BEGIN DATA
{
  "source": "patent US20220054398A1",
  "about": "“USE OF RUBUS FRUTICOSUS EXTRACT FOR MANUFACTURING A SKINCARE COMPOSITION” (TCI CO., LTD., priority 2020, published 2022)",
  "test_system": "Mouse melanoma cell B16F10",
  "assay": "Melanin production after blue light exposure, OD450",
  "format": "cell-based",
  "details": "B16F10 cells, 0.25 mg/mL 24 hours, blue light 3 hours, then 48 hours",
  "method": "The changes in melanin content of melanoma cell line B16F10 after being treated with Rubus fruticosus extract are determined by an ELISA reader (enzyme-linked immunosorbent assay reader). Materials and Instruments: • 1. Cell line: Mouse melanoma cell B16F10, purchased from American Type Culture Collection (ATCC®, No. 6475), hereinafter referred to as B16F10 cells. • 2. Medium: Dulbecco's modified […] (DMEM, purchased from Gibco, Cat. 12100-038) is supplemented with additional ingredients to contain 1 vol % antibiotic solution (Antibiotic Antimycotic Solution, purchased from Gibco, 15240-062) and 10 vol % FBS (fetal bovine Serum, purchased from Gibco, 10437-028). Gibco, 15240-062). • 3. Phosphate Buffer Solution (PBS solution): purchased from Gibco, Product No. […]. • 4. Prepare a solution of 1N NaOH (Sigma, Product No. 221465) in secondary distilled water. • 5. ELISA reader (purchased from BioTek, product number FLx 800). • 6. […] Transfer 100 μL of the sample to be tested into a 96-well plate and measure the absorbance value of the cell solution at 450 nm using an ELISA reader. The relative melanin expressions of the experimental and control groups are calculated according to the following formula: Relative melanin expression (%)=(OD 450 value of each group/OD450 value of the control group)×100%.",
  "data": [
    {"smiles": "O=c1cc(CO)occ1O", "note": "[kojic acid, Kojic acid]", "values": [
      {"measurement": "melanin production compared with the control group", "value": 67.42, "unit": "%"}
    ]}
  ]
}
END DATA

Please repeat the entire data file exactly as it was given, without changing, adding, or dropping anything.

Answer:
{
  "source": "patent US20220054398A1",
  "about": "“USE OF RUBUS FRUTICOSUS EXTRACT FOR MANUFACTURING A SKINCARE COMPOSITION” (TCI CO., LTD., priority 2020, published 2022)",
  "test_system": "Mouse melanoma cell B16F10",
  "assay": "Melanin production after blue light exposure, OD450",
  "format": "cell-based",
  "details": "B16F10 cells, 0.25 mg/mL 24 hours, blue light 3 hours, then 48 hours",
  "method": "The changes in melanin content of melanoma cell line B16F10 after being treated with Rubus fruticosus extract are determined by an ELISA reader (enzyme-linked immunosorbent assay reader). Materials and Instruments: • 1. Cell line: Mouse melanoma cell B16F10, purchased from American Type Culture Collection (ATCC®, No. 6475), hereinafter referred to as B16F10 cells. • 2. Medium: Dulbecco's modified […] (DMEM, purchased from Gibco, Cat. 12100-038) is supplemented with additional ingredients to contain 1 vol % antibiotic solution (Antibiotic Antimycotic Solution, purchased from Gibco, 15240-062) and 10 vol % FBS (fetal bovine Serum, purchased from Gibco, 10437-028). Gibco, 15240-062). • 3. Phosphate Buffer Solution (PBS solution): purchased from Gibco, Product No. […]. • 4. Prepare a solution of 1N NaOH (Sigma, Product No. 221465) in secondary distilled water. • 5. ELISA reader (purchased from BioTek, product number FLx 800). • 6. […] Transfer 100 μL of the sample to be tested into a 96-well plate and measure the absorbance value of the cell solution at 450 nm using an ELISA reader. The relative melanin expressions of the experimental and control groups are calculated according to the following formula: Relative melanin expression (%)=(OD 450 value of each group/OD450 value of the control group)×100%.",
  "data": [
    {"smiles": "O=c1cc(CO)occ1O", "note": "[kojic acid, Kojic acid]", "values": [
      {"measurement": "melanin production compared with the control group", "value": 67.42, "unit": "%"}
    ]}
  ]
}